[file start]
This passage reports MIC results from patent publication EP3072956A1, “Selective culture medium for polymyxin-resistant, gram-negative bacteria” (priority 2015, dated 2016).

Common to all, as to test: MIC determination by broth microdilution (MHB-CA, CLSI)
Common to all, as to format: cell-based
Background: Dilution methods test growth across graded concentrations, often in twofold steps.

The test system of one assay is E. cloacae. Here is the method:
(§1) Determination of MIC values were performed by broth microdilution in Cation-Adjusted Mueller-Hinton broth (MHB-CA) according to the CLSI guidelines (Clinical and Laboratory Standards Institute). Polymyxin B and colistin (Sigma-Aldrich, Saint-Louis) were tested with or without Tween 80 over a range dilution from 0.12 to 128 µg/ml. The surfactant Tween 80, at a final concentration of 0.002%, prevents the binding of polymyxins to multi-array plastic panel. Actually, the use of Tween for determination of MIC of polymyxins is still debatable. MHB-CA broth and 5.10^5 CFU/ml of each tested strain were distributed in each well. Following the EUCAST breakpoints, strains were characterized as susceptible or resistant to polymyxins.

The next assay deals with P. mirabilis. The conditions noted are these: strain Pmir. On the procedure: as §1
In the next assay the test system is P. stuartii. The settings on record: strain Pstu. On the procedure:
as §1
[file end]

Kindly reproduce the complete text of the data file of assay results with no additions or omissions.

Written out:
This passage reports MIC results from patent publication EP3072956A1, “Selective culture medium for polymyxin-resistant, gram-negative bacteria” (priority 2015, dated 2016).

Common to all, as to test: MIC determination by broth microdilution (MHB-CA, CLSI)
Common to all, as to format: cell-based
Background: Dilution methods test growth across graded concentrations, often in twofold steps.

The test system of one assay is E. cloacae. Here is the method:
(§1) Determination of MIC values were performed by broth microdilution in Cation-Adjusted Mueller-Hinton broth (MHB-CA) according to the CLSI guidelines (Clinical and Laboratory Standards Institute). Polymyxin B and colistin (Sigma-Aldrich, Saint-Louis) were tested with or without Tween 80 over a range dilution from 0.12 to 128 µg/ml. The surfactant Tween 80, at a final concentration of 0.002%, prevents the binding of polymyxins to multi-array plastic panel. Actually, the use of Tween for determination of MIC of polymyxins is still debatable. MHB-CA broth and 5.10^5 CFU/ml of each tested strain were distributed in each well. Following the EUCAST breakpoints, strains were characterized as susceptible or resistant to polymyxins.

The next assay deals with P. mirabilis. The conditions noted are these: strain Pmir. On the procedure: as §1
In the next assay the test system is P. stuartii. The settings on record: strain Pstu. On the procedure:
as §1